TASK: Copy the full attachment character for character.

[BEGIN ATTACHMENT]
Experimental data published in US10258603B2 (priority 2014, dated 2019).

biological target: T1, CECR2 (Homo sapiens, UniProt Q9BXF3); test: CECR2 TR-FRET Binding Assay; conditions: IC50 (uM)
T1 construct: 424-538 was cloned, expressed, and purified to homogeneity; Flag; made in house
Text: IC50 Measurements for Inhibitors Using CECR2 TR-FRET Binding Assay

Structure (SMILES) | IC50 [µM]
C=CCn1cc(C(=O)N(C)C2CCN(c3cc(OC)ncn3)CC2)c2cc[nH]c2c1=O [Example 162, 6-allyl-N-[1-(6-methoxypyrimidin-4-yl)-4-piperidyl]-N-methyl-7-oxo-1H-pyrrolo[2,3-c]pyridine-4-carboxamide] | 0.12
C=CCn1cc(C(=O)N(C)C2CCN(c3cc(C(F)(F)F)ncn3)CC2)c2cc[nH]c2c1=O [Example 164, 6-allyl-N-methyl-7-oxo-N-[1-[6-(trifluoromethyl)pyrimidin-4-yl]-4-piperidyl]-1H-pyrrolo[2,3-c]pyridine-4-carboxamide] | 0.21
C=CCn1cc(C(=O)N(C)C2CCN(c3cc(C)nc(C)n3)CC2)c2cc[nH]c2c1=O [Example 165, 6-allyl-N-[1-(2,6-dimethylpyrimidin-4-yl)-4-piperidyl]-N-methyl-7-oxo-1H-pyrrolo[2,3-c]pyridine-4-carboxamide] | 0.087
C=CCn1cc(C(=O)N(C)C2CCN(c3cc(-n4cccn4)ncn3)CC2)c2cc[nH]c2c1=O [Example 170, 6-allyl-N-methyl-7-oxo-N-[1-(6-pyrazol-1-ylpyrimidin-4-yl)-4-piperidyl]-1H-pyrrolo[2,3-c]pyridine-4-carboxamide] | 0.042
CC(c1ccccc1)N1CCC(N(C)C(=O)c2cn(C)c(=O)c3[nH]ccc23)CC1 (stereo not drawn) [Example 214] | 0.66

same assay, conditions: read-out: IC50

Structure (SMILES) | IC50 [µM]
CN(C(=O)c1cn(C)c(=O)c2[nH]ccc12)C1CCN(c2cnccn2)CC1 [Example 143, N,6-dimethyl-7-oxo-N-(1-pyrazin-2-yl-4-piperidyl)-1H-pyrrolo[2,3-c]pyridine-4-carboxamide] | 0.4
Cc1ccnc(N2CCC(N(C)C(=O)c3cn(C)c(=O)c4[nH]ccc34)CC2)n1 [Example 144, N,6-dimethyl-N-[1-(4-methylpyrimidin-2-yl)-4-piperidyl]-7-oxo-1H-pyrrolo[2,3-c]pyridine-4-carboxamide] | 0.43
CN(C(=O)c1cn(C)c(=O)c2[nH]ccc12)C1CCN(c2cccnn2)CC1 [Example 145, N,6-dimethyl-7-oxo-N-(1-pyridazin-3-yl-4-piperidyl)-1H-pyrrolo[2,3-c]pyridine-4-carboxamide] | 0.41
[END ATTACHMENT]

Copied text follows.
Experimental data published in US10258603B2 (priority 2014, dated 2019).

biological target: T1, CECR2 (Homo sapiens, UniProt Q9BXF3); test: CECR2 TR-FRET Binding Assay; conditions: IC50 (uM)
T1 construct: 424-538 was cloned, expressed, and purified to homogeneity; Flag; made in house
Text: IC50 Measurements for Inhibitors Using CECR2 TR-FRET Binding Assay

Structure (SMILES) | IC50 [µM]
C=CCn1cc(C(=O)N(C)C2CCN(c3cc(OC)ncn3)CC2)c2cc[nH]c2c1=O [Example 162, 6-allyl-N-[1-(6-methoxypyrimidin-4-yl)-4-piperidyl]-N-methyl-7-oxo-1H-pyrrolo[2,3-c]pyridine-4-carboxamide] | 0.12
C=CCn1cc(C(=O)N(C)C2CCN(c3cc(C(F)(F)F)ncn3)CC2)c2cc[nH]c2c1=O [Example 164, 6-allyl-N-methyl-7-oxo-N-[1-[6-(trifluoromethyl)pyrimidin-4-yl]-4-piperidyl]-1H-pyrrolo[2,3-c]pyridine-4-carboxamide] | 0.21
C=CCn1cc(C(=O)N(C)C2CCN(c3cc(C)nc(C)n3)CC2)c2cc[nH]c2c1=O [Example 165, 6-allyl-N-[1-(2,6-dimethylpyrimidin-4-yl)-4-piperidyl]-N-methyl-7-oxo-1H-pyrrolo[2,3-c]pyridine-4-carboxamide] | 0.087
C=CCn1cc(C(=O)N(C)C2CCN(c3cc(-n4cccn4)ncn3)CC2)c2cc[nH]c2c1=O [Example 170, 6-allyl-N-methyl-7-oxo-N-[1-(6-pyrazol-1-ylpyrimidin-4-yl)-4-piperidyl]-1H-pyrrolo[2,3-c]pyridine-4-carboxamide] | 0.042
CC(c1ccccc1)N1CCC(N(C)C(=O)c2cn(C)c(=O)c3[nH]ccc23)CC1 (stereo not drawn) [Example 214] | 0.66

same assay, conditions: read-out: IC50

Structure (SMILES) | IC50 [µM]
CN(C(=O)c1cn(C)c(=O)c2[nH]ccc12)C1CCN(c2cnccn2)CC1 [Example 143, N,6-dimethyl-7-oxo-N-(1-pyrazin-2-yl-4-piperidyl)-1H-pyrrolo[2,3-c]pyridine-4-carboxamide] | 0.4
Cc1ccnc(N2CCC(N(C)C(=O)c3cn(C)c(=O)c4[nH]ccc34)CC2)n1 [Example 144, N,6-dimethyl-N-[1-(4-methylpyrimidin-2-yl)-4-piperidyl]-7-oxo-1H-pyrrolo[2,3-c]pyridine-4-carboxamide] | 0.43
CN(C(=O)c1cn(C)c(=O)c2[nH]ccc12)C1CCN(c2cccnn2)CC1 [Example 145, N,6-dimethyl-7-oxo-N-(1-pyridazin-3-yl-4-piperidyl)-1H-pyrrolo[2,3-c]pyridine-4-carboxamide] | 0.41